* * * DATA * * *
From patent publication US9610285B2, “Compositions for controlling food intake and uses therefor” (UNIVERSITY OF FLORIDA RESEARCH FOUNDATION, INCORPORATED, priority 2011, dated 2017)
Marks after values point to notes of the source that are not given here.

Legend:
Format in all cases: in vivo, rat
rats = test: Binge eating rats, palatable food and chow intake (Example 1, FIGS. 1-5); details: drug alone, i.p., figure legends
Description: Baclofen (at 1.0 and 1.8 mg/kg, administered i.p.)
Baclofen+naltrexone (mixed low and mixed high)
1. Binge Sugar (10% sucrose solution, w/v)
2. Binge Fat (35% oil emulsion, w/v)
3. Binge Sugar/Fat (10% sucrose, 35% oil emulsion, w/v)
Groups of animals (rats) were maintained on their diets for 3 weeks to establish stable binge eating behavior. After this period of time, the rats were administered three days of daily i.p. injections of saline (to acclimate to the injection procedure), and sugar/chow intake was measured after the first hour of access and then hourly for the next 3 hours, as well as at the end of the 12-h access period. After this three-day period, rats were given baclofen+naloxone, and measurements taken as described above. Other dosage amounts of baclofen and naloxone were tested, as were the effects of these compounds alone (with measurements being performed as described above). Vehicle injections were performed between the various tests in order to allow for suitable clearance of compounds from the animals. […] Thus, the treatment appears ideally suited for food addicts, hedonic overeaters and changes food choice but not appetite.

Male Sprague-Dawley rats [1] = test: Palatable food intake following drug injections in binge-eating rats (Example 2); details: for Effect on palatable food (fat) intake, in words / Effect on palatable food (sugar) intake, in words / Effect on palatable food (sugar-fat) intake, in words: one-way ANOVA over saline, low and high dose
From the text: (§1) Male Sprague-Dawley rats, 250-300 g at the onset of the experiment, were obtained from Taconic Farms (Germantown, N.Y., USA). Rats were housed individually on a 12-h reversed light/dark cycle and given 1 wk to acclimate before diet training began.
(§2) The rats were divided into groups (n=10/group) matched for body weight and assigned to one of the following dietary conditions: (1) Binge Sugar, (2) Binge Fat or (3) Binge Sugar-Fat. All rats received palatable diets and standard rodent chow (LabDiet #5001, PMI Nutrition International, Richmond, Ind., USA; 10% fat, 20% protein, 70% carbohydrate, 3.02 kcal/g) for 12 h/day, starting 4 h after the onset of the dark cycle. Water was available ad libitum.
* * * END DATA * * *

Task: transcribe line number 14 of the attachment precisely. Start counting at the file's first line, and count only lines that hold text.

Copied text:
(§2) The rats were divided into groups (n=10/group) matched for body weight and assigned to one of the following dietary conditions: (1) Binge Sugar, (2) Binge Fat or (3) Binge Sugar-Fat. All rats received palatable diets and standard rodent chow (LabDiet #5001, PMI Nutrition International, Richmond, Ind., USA; 10% fat, 20% protein, 70% carbohydrate, 3.02 kcal/g) for 12 h/day, starting 4 h after the onset of the dark cycle. Water was available ad libitum.